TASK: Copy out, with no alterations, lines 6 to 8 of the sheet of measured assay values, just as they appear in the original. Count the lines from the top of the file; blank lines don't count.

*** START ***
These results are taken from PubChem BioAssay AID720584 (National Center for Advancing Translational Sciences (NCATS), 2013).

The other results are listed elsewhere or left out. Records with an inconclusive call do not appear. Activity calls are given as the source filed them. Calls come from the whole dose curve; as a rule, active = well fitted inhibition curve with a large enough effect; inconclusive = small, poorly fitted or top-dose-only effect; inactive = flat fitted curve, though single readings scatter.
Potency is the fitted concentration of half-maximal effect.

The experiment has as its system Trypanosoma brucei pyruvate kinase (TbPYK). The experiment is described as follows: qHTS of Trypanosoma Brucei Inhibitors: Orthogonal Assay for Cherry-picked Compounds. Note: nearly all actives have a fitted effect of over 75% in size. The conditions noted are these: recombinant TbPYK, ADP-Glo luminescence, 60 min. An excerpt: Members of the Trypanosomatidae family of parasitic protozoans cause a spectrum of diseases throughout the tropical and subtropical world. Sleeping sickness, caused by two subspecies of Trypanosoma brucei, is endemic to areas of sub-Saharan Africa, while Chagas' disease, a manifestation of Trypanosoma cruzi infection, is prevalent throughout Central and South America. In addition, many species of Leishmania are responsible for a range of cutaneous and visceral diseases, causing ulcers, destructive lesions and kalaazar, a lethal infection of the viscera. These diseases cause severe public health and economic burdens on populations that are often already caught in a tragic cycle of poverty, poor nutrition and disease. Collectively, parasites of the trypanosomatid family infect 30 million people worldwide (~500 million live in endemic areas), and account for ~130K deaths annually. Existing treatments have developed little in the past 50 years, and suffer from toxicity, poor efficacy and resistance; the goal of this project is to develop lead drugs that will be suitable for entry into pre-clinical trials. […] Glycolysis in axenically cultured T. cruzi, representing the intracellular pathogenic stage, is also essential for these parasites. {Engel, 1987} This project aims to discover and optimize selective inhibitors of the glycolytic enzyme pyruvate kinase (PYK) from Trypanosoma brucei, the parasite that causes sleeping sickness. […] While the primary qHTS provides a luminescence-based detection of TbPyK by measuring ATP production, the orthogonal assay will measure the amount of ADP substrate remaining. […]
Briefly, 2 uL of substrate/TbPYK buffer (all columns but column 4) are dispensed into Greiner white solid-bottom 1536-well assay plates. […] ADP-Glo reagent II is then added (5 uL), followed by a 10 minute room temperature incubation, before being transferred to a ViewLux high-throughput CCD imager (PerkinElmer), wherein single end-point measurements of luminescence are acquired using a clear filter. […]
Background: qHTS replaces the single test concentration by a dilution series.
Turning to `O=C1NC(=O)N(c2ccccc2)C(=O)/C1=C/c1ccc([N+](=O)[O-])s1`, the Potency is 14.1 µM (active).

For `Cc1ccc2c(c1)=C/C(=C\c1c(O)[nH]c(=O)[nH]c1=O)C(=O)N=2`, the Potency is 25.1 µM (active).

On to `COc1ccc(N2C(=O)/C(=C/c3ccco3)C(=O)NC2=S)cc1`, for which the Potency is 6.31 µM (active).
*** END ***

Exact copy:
Background: qHTS replaces the single test concentration by a dilution series.
Turning to `O=C1NC(=O)N(c2ccccc2)C(=O)/C1=C/c1ccc([N+](=O)[O-])s1`, the Potency is 14.1 µM (active).

For `Cc1ccc2c(c1)=C/C(=C\c1c(O)[nH]c(=O)[nH]c1=O)C(=O)N=2`, the Potency is 25.1 µM (active).